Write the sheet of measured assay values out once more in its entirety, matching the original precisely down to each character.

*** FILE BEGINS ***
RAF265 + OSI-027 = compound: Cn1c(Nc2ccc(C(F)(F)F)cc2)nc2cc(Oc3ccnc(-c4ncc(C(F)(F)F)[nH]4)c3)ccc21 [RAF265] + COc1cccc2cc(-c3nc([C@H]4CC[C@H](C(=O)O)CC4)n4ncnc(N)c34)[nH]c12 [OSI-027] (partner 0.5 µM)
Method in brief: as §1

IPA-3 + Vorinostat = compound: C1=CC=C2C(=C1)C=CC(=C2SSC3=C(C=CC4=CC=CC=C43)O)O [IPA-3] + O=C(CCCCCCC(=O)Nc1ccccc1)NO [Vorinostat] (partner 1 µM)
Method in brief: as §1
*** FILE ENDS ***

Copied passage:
RAF265 + OSI-027 = compound: Cn1c(Nc2ccc(C(F)(F)F)cc2)nc2cc(Oc3ccnc(-c4ncc(C(F)(F)F)[nH]4)c3)ccc21 [RAF265] + COc1cccc2cc(-c3nc([C@H]4CC[C@H](C(=O)O)CC4)n4ncnc(N)c34)[nH]c12 [OSI-027] (partner 0.5 µM)
Method in brief: as §1

IPA-3 + Vorinostat = compound: C1=CC=C2C(=C1)C=CC(=C2SSC3=C(C=CC4=CC=CC=C43)O)O [IPA-3] + O=C(CCCCCCC(=O)Nc1ccccc1)NO [Vorinostat] (partner 1 µM)
Method in brief: as §1